Coal Drops Yard is one of those regenerations people might be initially sceptical of. Gentrification, redevelopment, redesign, King’s Cross, blah blah blah… But a glance at the names behind this initiative should indicate otherwise: Thomas Heatherwick, Tom Dixon and Paul Smith. Rather than constructing glassy, new skyscrapers in an airport terminal-like complex, the team have recycled what were once coal depositories, built in 1850, into a multiuse space. Comprised of two Victorian industrial sheds, united by a vast sweeping roof, the Yard sits on a corner behind Granary Square and has lifted King’s Cross’ game a lot higher.
Yes, there was already a lot going on in King’s Cross: Google’s new offices, Granary Square, the Illustration Museum, the Saturday market. But this new shopping, dining and cultural destination is home to brands you’d enjoy spending a lot time in: Margaret Howell, Wolf & Badger and of course, Tom Dixon, to name just a few. These are the kinds of shops that you want to allow yourself plenty of time to browse in pre- or post- lunch/dinner.
And onto the dining scene, Caravan and Dishoom, to take a couple of examples, were already good. Granger & Co is also a favourite, don’t get me wrong. But now, with the likes of Barrafina, Casa Pastor and excitingly, the Palomar group’s The Coal Office, things have definitely gotten better. And sitting on top of lifestyle store Wolf & Badger, we have “hicce”. No capital intended.
A week after Coal Drops Yard’s opening jamboree, my companion and I slipped into hicce’s soft launch with a reservation. That’s a big tick to start: a trendy, new restaurant that you can actually book, even for a party of two. Because two people’s time is still valuable. Better still, you can book stools at their kitchen counter, which is exactly where my companion and I sat perched for the evening, securing a front-row view of all the kitchen action. So exciting was it that I didn’t mind that my companion was 20 minutes late for dinner. I sat stunned by the kitchen’s open flames – fitting for Diwali and all that – and its tight organisation, with Pip Lacey at the front of the pass all night.
Former Great British Menu winner and Angela Hartnett’s head chef at Murano, Pip Lacey has set up shop with business partner, Gordon McIntyre. Within the Yard, it occupies one of the most prominent listed buildings and its fittings are equally top notch: well-designed Ercol-like chairs, Tom Dixon toiletries, soft wood. The centre of the restaurant seems to be the drinks bar, with tables dotted around it, but the real fun of this place is the kitchen and it was great to see Lacey herself perfecting each dish, checking it before it went out and preparing the hot sticks over the holm oak charcoal. In keeping with the theme of recycling, hicce uses wood fire as fuel for all its cooking.
Serving modern dishes, cooked over an open wood fire, the menu is split into three parts: platters you can make-up how-you-like – including breads, apple chutney, cheeses, charcuteries and pickling jars, followed by hot sticks and small plates to share. Having watched all the fun of the fare for almost an hour and probably seen every dish on the menu plated up, I was ready to graze, Nordic style.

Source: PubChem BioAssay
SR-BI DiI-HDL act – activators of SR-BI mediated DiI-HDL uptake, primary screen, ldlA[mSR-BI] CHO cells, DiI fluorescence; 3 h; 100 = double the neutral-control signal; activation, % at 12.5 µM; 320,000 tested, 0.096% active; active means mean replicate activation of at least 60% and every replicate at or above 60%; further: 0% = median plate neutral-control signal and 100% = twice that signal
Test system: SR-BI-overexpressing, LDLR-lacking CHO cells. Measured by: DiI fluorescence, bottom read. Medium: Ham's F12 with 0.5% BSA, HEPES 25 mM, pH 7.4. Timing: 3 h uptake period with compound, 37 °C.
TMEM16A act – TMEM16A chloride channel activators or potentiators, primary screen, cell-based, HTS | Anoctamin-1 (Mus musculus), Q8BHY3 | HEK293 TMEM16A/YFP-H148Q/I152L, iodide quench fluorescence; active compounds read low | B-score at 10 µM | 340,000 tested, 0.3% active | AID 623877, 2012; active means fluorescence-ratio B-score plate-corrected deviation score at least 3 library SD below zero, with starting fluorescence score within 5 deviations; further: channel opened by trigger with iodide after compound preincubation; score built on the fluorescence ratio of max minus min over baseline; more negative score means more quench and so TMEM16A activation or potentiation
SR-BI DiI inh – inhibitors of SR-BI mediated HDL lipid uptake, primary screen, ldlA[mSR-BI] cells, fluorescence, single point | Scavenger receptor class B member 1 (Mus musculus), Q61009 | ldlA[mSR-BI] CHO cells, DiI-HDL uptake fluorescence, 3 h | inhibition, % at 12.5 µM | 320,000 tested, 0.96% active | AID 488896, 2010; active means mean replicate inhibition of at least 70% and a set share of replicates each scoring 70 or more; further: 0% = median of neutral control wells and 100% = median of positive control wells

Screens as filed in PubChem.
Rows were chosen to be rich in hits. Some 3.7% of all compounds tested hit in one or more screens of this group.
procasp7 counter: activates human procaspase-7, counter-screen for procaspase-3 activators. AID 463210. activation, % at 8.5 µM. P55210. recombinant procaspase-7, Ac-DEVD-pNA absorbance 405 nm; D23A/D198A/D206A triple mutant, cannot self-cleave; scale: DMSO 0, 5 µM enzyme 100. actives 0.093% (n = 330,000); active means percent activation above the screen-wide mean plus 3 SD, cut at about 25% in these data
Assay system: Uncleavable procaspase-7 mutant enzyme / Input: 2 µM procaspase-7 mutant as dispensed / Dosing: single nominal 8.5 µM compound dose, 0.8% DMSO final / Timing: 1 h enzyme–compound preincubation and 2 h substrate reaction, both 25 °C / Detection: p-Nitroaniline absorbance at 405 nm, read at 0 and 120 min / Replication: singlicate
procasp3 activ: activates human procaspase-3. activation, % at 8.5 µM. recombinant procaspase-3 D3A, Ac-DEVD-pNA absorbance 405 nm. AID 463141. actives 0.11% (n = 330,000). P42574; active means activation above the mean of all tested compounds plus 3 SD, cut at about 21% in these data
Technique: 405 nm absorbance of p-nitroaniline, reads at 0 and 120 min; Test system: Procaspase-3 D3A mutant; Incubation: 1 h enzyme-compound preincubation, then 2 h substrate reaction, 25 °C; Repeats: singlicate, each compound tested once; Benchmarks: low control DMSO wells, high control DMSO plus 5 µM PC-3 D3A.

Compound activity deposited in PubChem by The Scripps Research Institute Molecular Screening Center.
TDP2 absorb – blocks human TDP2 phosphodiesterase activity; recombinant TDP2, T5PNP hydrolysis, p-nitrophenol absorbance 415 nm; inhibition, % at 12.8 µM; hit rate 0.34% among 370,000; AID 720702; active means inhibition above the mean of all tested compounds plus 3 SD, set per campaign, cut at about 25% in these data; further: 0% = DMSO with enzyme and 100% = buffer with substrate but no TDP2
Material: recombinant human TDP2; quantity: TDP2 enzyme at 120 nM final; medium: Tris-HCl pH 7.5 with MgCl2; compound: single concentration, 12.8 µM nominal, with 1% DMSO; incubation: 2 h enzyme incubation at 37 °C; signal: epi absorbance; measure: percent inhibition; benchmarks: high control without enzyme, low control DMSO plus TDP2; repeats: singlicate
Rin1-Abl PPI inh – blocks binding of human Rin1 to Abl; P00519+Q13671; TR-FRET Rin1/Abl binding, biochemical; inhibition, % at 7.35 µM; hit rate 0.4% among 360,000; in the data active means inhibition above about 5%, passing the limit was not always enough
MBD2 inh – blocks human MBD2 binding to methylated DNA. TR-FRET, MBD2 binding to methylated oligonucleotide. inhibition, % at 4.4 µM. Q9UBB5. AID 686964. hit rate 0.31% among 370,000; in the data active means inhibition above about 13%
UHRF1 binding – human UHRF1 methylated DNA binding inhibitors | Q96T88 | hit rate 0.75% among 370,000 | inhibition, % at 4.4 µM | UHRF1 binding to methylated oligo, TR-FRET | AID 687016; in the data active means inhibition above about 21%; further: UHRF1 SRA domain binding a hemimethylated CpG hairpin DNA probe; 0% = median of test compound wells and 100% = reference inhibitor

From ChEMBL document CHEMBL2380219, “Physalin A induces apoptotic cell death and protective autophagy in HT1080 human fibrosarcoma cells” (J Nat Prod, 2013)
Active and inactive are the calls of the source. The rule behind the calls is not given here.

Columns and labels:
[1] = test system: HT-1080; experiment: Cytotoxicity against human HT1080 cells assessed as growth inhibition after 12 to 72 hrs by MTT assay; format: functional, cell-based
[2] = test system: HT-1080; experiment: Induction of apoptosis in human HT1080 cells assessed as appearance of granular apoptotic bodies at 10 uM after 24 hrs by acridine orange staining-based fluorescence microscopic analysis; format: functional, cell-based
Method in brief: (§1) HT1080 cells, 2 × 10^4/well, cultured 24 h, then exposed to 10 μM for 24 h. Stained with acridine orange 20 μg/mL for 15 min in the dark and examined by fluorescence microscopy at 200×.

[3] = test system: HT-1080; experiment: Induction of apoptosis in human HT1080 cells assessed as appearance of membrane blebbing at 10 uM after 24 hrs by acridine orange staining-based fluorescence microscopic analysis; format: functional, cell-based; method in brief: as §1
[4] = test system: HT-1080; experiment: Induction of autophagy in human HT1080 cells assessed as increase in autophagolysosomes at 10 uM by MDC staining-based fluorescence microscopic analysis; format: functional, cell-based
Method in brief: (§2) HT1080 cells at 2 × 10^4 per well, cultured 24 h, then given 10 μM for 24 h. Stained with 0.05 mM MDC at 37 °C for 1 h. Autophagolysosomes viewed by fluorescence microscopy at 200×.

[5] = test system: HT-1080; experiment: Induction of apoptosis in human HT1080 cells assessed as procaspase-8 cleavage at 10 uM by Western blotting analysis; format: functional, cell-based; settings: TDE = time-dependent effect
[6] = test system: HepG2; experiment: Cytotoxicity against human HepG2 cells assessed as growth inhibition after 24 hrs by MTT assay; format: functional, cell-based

We went for the homemade rye (£2) alongside a jar of parsley root and cavolo nero (£3). The rye was exactly the kind of bread I’d hoped for: chewy, a depth of flavour, robust. Served with a scoop of butter topped with charcoal power, this added a totally new dimension and paired alongside the pickling jar, the combo had a kind of Japanese/Norweigan umami quality.
Onto the sharing plates proper, as all veggies dishes sounded totally inventive and unique, we went for all three. First came the brussel sprouts, hazelnuts and kohlrabi (£6), which certainly got me into the festive mood. Although often discarded as a Christmas side, here they’d been grilled, which gave the whole dish that smokey quality which I love. The nuts added a further welcome crunch whilst the kohlrabi continued that umami, je ne sais quoi, theme of the evening.
Then arrived the beetroots, black garlic and grapes (£7). I find the idea of grapes in savoury dishes totally inspired. I’d recently bookmarked Anna Jones’ recipes for grapes in the savory context (on which, see here). Paired with beetroot, the sweetness of each ingredient offset each other very well, giving a delicate, but distinctive flavour.
Finally, came the celeriac, chestnut and nasturtium (£7). The celeriac had been chargrilled to perfection: it arrived with well-marked griddle lines, testament to its BBQ cooking. Whilst the celeriac could’ve done with a sauce – perhaps their hazelnut pesto – the three ingredient theme of the dish is in keeping with hicce’s approach to food: simple, well-executed and precise.
Like the space it occupies, hicce is exciting and bursting with creativity and possibility. Although the term translates from latin as “current, of the moment“, I hope it has greater staying power than that.
Hicce, Coal Drops Yard, London N1C 4AB